Counseling Services administrative operations (e.g., human resources, information technology, administrative support, etc.) are funded through other SHCS fund sources (e.g., SHCS income funds, SHIP Admin funds).
Finally, some clinical counseling positions are supported by the partner units they serve. For example, the School of Veterinary Medicine helps fund positions that are housed in their area.
- Q2. What is the budget for Counseling Services?
In this fiscal year (2017–18), Counseling Services was appropriated $1.7 million in MHF funds, $1.9 million in MHI funds, $2.0 million in SSF, and an estimated value of $1 million in administrative support from other UC Davis departments. These funds are used to support Counseling Services clinical staffing and operations. The table below summarizes all sources of funds and an estimated value of SHCS financial support for the current and past fiscal years and projections based on enrollment estimates for future years.
Figure Q2: Counseling Services–All Sources of Funds
- Q3. What is SHCS doing to ensure that the mental health funds are only spent to improve student access to mental health services?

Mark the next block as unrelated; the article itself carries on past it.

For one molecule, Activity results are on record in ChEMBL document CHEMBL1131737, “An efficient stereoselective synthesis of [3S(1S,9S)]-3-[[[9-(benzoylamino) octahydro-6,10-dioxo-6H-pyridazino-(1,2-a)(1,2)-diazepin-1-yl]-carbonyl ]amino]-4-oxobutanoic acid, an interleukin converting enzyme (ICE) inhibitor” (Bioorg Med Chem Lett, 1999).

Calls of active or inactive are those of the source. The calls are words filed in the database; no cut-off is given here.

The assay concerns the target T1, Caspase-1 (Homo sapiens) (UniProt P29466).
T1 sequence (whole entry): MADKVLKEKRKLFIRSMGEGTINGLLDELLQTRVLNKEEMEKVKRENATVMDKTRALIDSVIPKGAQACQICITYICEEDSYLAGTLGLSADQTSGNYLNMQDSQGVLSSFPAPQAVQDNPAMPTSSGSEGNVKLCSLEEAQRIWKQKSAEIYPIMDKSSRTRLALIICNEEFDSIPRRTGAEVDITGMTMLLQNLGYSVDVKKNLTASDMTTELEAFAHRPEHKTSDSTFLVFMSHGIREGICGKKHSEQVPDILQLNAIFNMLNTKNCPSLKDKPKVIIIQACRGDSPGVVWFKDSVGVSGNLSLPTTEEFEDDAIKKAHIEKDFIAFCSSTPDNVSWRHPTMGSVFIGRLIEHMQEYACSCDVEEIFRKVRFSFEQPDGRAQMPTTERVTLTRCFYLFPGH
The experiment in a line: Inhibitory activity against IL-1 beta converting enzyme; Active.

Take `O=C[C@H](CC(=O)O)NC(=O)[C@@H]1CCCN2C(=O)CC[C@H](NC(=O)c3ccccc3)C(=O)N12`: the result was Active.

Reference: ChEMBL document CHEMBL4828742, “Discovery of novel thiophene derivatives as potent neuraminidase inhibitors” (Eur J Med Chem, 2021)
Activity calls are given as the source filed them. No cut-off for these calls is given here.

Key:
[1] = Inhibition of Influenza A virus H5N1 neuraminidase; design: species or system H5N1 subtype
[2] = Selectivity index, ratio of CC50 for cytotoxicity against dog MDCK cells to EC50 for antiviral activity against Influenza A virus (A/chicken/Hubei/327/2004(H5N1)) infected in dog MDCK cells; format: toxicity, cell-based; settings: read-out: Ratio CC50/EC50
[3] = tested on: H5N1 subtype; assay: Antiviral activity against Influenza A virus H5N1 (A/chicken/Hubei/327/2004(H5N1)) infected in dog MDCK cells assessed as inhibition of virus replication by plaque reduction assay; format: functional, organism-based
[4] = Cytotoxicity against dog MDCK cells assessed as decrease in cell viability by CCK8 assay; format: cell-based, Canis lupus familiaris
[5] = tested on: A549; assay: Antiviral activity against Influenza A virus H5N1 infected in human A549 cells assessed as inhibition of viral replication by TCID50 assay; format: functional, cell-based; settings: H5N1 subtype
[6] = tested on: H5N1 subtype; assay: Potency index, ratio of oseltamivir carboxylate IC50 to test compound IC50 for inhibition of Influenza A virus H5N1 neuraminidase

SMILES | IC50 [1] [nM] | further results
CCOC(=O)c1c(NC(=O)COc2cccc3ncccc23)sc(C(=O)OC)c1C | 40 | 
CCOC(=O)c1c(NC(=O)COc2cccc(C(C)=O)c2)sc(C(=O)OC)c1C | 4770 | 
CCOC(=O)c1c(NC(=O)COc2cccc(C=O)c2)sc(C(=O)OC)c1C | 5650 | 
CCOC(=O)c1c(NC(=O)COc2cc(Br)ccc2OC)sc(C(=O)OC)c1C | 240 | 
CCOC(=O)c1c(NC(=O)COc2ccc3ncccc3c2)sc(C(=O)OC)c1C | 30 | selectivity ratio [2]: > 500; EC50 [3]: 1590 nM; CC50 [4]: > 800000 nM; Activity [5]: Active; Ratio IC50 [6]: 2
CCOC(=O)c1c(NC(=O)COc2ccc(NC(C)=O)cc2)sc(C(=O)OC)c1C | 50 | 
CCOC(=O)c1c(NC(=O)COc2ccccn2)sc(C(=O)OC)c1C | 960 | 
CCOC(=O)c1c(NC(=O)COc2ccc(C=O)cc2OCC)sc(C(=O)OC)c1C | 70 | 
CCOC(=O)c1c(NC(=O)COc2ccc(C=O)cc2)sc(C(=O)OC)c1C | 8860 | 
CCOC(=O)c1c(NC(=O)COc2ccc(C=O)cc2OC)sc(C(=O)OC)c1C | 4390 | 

SHCS has set up a special holding account for the mental health funds. This provides transparency into their uses and ensures that they will not become mingled with other SHCS or Student Affairs funds.
SHCS regularly reports to the University of California Office of the President (UCOP) what positions the mental health funds are supporting and any changes.
- Q4. As enrollment increases, will UC Davis meet its benchmarks for hiring counselors?
Yes. In 2015, the University of California Office of the President (UCOP) recommended UC Davis hire six counselors to meet clinical staffing benchmarks. Because funding through the MHI would allow for more than these six positions, UC Davis proposed to fund 11 permanent counselor positions and 2.2 permanent psychiatrists (two full-time psychiatrists and increasing an existing 80-percent-time psychiatrist to full-time) by 2020 based on enrollment and revenue projections at the time.